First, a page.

Vodafone Group (VOD)


Focusing on quality names proves successful for high income trusts

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The high income category of the Money Observer 2012 Investment Trust Awards includes 13 trusts in the UK high income and global high income sectors and the ordinary income shares of 11 split capital trusts.

Our awards are based on three-year returns and cover a period that started soon after stockmarkets bottomed in March 2009 and ended before escalating worries about stuttering economic growth and the eurozone had led to markets giving back all or more of the gains achieved in the early months of 2012.

Henderson High Income Trust (HHI) is the only genuinely high-yielding contender to beat the group average in each of the past three years. In the process it has pulled well ahead of both the FTSE All-Share index and its own customised benchmark, which combines the All-Share with 20% in the Merrill Lynch Sterling Non Gilts index.

Unlike many of its peers, the trust managed to avoid cutting its dividend during the 2008/2009 market setback. As a result it provides a yield of more than 6%, paid quarterly. After a couple of years during which the board had to dip into revenue reserves, the dividend was fully covered last year, and manager Alex Crooke hopes it will be even better covered in the current year.

He says UK companies have been paying out only 35% of their corporate profits, compared to an historic average of 50%, so they have plenty of scope for lifting payments. However, the board has warned that revenue reserves must be strengthened before dividend growth is resumed.

As with most trusts in this grouping, Henderson High Income has substantial gearing, which contributed to a difficult time in the earlier financial crisis and has subsequently boosted its recovery. However, its gearing is lower than most of its competitors, and around half of it is offset by fixed-interest holdings. The trust's volatility has therefore been comparatively modest.

Crooke hopes that he can protect the trust from underperforming its benchmark during current market turbulence, partly because he expects his corporate bond holdings to hold up better than in the 2008 setback and partly because he has a lot of confidence in his equity exposure.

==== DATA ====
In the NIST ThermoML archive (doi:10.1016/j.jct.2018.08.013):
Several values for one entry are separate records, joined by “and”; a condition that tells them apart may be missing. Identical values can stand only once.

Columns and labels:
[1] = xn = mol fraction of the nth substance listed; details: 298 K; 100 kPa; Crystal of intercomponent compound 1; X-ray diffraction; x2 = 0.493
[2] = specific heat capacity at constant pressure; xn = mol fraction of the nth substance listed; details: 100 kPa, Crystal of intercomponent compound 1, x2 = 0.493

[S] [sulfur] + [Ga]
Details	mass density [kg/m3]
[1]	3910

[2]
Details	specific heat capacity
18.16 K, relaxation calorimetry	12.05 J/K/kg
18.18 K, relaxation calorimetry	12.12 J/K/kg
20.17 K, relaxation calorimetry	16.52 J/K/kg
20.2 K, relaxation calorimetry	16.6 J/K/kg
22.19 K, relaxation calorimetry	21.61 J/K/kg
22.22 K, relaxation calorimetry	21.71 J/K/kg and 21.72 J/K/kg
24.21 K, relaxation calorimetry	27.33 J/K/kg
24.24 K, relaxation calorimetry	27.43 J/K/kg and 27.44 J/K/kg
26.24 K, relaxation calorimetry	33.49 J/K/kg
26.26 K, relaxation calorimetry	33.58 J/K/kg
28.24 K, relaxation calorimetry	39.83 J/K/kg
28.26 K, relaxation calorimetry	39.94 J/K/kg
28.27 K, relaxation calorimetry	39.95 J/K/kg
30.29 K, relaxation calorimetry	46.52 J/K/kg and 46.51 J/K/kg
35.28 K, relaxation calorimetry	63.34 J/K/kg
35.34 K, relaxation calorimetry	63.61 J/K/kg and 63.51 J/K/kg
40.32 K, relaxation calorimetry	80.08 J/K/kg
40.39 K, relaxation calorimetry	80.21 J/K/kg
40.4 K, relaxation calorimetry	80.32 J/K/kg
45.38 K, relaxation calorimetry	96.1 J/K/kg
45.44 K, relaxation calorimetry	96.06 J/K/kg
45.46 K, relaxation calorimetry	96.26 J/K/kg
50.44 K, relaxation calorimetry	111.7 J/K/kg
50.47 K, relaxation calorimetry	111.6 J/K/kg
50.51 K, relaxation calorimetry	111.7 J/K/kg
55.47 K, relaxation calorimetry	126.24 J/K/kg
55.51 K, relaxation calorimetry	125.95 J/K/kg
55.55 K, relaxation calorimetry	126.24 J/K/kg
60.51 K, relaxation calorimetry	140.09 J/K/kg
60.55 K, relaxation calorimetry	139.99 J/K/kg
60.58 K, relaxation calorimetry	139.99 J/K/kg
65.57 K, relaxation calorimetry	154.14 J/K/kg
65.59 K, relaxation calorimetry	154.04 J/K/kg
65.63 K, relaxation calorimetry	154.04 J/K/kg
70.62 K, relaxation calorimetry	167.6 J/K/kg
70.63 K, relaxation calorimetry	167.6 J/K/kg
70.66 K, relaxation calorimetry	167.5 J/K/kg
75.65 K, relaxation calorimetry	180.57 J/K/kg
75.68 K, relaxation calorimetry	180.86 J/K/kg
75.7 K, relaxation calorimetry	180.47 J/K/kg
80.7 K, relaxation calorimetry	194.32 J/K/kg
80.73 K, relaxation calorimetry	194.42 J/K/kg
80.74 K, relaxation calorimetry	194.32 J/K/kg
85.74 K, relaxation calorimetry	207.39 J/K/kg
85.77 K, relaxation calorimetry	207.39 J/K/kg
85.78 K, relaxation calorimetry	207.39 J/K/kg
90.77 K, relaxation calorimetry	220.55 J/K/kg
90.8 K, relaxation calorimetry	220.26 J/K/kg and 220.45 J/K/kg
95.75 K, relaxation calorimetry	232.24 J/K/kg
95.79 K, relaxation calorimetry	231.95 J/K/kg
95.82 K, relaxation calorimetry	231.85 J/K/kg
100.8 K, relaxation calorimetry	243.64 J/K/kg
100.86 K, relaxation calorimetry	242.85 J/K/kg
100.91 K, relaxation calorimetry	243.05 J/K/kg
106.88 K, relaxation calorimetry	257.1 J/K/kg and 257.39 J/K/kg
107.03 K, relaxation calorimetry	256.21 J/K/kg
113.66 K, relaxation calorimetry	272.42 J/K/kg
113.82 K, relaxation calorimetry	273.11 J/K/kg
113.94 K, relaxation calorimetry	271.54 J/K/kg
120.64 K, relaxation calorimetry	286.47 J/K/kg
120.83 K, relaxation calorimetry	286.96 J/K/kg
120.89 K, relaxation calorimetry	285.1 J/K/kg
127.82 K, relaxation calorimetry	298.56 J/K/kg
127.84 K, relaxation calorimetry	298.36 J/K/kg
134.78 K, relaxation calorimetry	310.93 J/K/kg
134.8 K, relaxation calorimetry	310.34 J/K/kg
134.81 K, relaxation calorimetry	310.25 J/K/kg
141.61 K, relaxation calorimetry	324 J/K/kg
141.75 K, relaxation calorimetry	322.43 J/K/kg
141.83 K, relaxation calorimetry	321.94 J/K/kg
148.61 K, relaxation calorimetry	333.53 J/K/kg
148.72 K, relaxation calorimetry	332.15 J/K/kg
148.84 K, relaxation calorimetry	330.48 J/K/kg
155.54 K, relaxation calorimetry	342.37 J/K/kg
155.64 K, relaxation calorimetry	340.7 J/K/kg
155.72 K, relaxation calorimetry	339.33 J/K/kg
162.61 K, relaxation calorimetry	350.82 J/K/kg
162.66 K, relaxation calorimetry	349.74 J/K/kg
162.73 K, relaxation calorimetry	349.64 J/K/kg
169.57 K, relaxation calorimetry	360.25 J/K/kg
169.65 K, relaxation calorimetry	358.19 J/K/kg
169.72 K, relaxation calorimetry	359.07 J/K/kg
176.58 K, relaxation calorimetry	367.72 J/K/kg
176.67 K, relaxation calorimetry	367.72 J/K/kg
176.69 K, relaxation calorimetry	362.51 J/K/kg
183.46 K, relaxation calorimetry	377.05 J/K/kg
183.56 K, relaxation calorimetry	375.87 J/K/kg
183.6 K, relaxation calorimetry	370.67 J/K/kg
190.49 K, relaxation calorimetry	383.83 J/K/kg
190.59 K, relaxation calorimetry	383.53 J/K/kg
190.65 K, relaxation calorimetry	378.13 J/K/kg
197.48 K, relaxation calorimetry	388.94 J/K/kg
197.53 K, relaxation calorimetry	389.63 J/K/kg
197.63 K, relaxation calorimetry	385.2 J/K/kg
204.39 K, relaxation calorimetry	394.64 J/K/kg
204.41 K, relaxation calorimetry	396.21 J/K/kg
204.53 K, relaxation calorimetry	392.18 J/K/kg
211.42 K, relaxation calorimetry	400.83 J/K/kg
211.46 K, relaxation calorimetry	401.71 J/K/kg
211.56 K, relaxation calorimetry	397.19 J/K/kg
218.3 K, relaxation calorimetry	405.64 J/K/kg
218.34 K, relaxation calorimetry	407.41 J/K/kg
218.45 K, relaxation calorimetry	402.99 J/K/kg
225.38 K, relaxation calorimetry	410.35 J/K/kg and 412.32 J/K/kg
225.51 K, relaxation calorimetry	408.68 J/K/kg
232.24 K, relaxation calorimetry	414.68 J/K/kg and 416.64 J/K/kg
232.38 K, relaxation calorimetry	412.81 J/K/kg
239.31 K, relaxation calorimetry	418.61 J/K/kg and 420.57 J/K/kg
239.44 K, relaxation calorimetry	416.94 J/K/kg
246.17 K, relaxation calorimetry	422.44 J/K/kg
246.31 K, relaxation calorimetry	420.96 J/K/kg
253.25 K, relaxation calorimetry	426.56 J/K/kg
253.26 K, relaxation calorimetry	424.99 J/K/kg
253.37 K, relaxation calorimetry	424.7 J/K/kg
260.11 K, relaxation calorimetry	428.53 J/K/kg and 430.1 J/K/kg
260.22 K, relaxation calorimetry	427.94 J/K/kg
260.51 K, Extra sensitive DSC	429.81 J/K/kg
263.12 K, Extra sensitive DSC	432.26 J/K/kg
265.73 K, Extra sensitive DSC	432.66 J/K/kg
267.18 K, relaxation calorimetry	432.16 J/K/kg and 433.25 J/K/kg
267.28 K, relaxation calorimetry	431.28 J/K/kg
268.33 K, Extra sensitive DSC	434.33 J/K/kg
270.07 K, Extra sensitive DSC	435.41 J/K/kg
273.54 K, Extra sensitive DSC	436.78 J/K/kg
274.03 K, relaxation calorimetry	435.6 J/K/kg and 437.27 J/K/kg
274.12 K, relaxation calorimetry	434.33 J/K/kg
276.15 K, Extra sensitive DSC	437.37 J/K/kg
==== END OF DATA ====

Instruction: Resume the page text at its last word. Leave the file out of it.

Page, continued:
"The trust's equity portfolio is focused on quality names, like Diageo (DGE), Vodafone (VOD) and Compass (CPG), many of which have international businesses and which still look set fair, and good value," he says. "We have cut our medium to smaller company exposure to around 20%, as many of our holdings had had a good run and were looking fully valued. Also the higher-yielding UK smaller companies which suit our portfolio requirements tend to be more domestically oriented."

As a value-oriented investor, Crooke is more positive than many managers. "I think there is a good chance that the worst of the crisis in Europe will soon be over and that the UK economy could start picking up in the second half of the year."

Highly commended: Invesco Leveraged High Yield Fund (ILH)

This offshore company achieved stunning three-year net asset value returns, largely due to a stellar recovery in the year to March 2010, but it misses out on the top award because it missed the cut last year. It yields a mouth-watering 8.8%, which is covered and paid out quarterly. Manager Paul Read is confident it can be maintained. As the fund is Jersey based, the yield is paid gross.

Invesco Leveraged has had a very volatile history, due largely to its high gearing. Read says gearing has been reduced over the past few years because the board wants future returns to be steadier. It is nonetheless still sizeable at 40%.

Read and co-manager Paul Causer believe they have the ability to spot which bonds deserve more respect than their ratings imply. They are therefore prepared to have a sizeable exposure to junk bonds, as well as higher yielding investment-grade bonds.

The two Pauls have tended to favour financial issues. This proved very painful in 2008/09, but they stuck to their guns and were well rewarded. They still hold a lot of issues from banks, including UBS, Société Générale, Bank of America and Intesa, but contend they are mostly 'post crisis' thanks to balance sheet restructuring. They are comfortable to hold and buy on the dips.

"There is definitely a lot to worry about, including politics and event risk as seen at JPMorgan, but a lot is priced in," says Read.

Readers can track the progress of the award winners in the investment trust section of Interactive Investor. We hope they continue to outperform their benchmarks, and put passively-managed funds in the shade. A full explanation of the methodology behind the awards is available here.

13 trusts in the UK high income and global high income sectors and the ordinary income shares of 11 split capital trusts